• It was great to be able to see a different side of talent in one of my older nieces. We were able to see her perform with her a cappella group. My usually experience of her non-academic life is to see her play hockey and soccer.
  • I need to suck-it-up and schedule my hysterectomy. The discomfort from the endometrioma is becoming more frequent.
  • The full break-up with retail work needs to happen. 
  • I'm getting closer to 40 years old everyday and something's got to give. 
  • I love my family and friends and good food and laughter.
So, that's that and now back to my regularly scheduled schedule.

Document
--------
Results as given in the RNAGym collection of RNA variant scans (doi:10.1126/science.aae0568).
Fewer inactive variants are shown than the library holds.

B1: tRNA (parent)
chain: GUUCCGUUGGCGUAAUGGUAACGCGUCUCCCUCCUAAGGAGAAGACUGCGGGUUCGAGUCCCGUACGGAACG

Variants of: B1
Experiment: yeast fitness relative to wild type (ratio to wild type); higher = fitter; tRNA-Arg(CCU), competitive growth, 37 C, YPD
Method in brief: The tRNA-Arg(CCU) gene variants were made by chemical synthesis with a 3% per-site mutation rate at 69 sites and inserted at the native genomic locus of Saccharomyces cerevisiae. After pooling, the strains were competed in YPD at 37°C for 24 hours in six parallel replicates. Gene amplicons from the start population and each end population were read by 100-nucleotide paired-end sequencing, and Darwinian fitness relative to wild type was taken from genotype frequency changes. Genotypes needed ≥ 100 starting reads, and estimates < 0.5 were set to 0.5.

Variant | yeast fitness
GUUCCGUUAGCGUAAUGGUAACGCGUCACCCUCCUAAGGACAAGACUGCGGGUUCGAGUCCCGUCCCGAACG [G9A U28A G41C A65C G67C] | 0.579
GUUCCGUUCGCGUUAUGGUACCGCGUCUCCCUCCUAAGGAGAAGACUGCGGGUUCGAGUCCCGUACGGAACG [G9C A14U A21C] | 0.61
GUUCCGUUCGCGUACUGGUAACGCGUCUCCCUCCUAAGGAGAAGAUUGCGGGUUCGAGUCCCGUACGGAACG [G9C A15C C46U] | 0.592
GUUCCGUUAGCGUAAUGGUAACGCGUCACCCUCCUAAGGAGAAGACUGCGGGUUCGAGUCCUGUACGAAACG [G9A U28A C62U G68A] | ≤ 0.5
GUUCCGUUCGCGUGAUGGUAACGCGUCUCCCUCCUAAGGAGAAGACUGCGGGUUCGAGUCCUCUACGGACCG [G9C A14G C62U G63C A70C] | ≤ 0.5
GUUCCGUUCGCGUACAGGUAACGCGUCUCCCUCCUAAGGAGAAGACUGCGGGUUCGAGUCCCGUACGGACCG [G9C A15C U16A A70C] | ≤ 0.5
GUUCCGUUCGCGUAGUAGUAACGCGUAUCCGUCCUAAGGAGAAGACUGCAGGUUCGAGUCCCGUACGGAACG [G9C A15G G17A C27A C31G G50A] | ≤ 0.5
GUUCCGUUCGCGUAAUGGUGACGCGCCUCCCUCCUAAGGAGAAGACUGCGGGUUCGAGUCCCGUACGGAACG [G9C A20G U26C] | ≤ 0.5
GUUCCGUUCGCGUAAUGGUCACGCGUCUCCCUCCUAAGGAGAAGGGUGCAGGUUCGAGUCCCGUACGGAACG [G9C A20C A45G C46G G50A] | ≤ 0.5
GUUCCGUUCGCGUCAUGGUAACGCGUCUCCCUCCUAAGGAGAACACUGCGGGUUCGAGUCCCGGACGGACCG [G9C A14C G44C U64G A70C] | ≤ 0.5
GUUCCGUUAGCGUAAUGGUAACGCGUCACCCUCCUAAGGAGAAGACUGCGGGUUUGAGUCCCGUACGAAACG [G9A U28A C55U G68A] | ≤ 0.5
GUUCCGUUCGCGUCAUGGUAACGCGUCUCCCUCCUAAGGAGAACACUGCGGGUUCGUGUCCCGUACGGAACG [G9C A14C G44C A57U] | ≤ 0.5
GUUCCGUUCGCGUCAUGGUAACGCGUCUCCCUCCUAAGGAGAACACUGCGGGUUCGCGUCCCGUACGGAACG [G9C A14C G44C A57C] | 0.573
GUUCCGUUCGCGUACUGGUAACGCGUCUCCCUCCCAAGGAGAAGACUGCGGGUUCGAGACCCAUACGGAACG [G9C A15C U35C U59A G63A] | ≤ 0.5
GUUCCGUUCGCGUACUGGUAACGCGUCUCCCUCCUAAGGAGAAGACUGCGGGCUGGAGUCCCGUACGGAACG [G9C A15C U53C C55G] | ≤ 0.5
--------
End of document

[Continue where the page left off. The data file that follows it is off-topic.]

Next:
Sunday, May 4, 2014

Attempting to explain the unexplainable

I haven't posted in awhile, but have thought about it many times. Many things have weighed on my mind, but I had no real words to put to all of them. However, life and all it's happenings have brought me to this point.

The month of May started off in a low place. Friday morning I got a call from my mom telling me that my cousin's ex-husband had committed suicide. It was quite surreal and stunned me. I immediately thought of his three sons and wishing it wasn't a part of life they now had to face.

In no way will I pretend to know what they are going through. Also, I wish not to speculate as to their father's reasons. I have brought up my thoughts on no one knowing the absolute truth of someone else's journey.